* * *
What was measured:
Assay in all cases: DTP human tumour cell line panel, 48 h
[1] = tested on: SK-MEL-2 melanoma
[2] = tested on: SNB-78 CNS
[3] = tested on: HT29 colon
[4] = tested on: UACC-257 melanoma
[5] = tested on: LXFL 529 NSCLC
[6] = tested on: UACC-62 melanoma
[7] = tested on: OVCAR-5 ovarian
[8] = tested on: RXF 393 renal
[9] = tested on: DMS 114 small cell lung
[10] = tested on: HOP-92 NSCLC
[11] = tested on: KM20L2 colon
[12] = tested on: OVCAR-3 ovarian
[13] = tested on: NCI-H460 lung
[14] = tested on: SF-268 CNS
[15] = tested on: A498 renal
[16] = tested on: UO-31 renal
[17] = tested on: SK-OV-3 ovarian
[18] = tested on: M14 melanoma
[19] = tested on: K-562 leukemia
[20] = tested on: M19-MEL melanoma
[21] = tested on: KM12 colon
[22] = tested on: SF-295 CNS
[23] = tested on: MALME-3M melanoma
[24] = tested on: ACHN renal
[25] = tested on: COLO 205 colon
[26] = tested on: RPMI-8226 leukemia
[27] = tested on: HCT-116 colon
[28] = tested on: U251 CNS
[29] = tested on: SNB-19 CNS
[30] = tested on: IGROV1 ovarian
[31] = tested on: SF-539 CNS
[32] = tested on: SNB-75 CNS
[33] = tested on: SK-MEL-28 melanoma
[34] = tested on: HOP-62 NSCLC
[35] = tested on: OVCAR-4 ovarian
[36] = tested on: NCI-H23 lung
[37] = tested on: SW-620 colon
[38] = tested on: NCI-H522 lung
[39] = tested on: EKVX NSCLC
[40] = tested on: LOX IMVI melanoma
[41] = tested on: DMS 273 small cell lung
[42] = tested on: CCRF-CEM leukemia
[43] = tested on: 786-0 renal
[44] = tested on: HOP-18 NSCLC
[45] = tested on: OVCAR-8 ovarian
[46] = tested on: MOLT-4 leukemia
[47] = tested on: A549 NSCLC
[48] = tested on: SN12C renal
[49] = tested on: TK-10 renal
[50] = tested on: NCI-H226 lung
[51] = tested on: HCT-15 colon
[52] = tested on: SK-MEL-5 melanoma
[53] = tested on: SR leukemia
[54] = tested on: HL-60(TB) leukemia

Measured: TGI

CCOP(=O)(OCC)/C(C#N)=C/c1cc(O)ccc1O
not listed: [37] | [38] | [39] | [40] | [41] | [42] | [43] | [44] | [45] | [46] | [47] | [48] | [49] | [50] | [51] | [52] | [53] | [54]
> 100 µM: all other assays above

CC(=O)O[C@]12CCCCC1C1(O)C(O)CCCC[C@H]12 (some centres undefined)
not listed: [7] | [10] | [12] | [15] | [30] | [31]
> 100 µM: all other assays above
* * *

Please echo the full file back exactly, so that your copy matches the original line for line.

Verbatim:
What was measured:
Assay in all cases: DTP human tumour cell line panel, 48 h
[1] = tested on: SK-MEL-2 melanoma
[2] = tested on: SNB-78 CNS
[3] = tested on: HT29 colon
[4] = tested on: UACC-257 melanoma
[5] = tested on: LXFL 529 NSCLC
[6] = tested on: UACC-62 melanoma
[7] = tested on: OVCAR-5 ovarian
[8] = tested on: RXF 393 renal
[9] = tested on: DMS 114 small cell lung
[10] = tested on: HOP-92 NSCLC
[11] = tested on: KM20L2 colon
[12] = tested on: OVCAR-3 ovarian
[13] = tested on: NCI-H460 lung
[14] = tested on: SF-268 CNS
[15] = tested on: A498 renal
[16] = tested on: UO-31 renal
[17] = tested on: SK-OV-3 ovarian
[18] = tested on: M14 melanoma
[19] = tested on: K-562 leukemia
[20] = tested on: M19-MEL melanoma
[21] = tested on: KM12 colon
[22] = tested on: SF-295 CNS
[23] = tested on: MALME-3M melanoma
[24] = tested on: ACHN renal
[25] = tested on: COLO 205 colon
[26] = tested on: RPMI-8226 leukemia
[27] = tested on: HCT-116 colon
[28] = tested on: U251 CNS
[29] = tested on: SNB-19 CNS
[30] = tested on: IGROV1 ovarian
[31] = tested on: SF-539 CNS
[32] = tested on: SNB-75 CNS
[33] = tested on: SK-MEL-28 melanoma
[34] = tested on: HOP-62 NSCLC
[35] = tested on: OVCAR-4 ovarian
[36] = tested on: NCI-H23 lung
[37] = tested on: SW-620 colon
[38] = tested on: NCI-H522 lung
[39] = tested on: EKVX NSCLC
[40] = tested on: LOX IMVI melanoma
[41] = tested on: DMS 273 small cell lung
[42] = tested on: CCRF-CEM leukemia
[43] = tested on: 786-0 renal
[44] = tested on: HOP-18 NSCLC
[45] = tested on: OVCAR-8 ovarian
[46] = tested on: MOLT-4 leukemia
[47] = tested on: A549 NSCLC
[48] = tested on: SN12C renal
[49] = tested on: TK-10 renal
[50] = tested on: NCI-H226 lung
[51] = tested on: HCT-15 colon
[52] = tested on: SK-MEL-5 melanoma
[53] = tested on: SR leukemia
[54] = tested on: HL-60(TB) leukemia

Measured: TGI

CCOP(=O)(OCC)/C(C#N)=C/c1cc(O)ccc1O
not listed: [37] | [38] | [39] | [40] | [41] | [42] | [43] | [44] | [45] | [46] | [47] | [48] | [49] | [50] | [51] | [52] | [53] | [54]
> 100 µM: all other assays above

CC(=O)O[C@]12CCCCC1C1(O)C(O)CCCC[C@H]12 (some centres undefined)
not listed: [7] | [10] | [12] | [15] | [30] | [31]
> 100 µM: all other assays above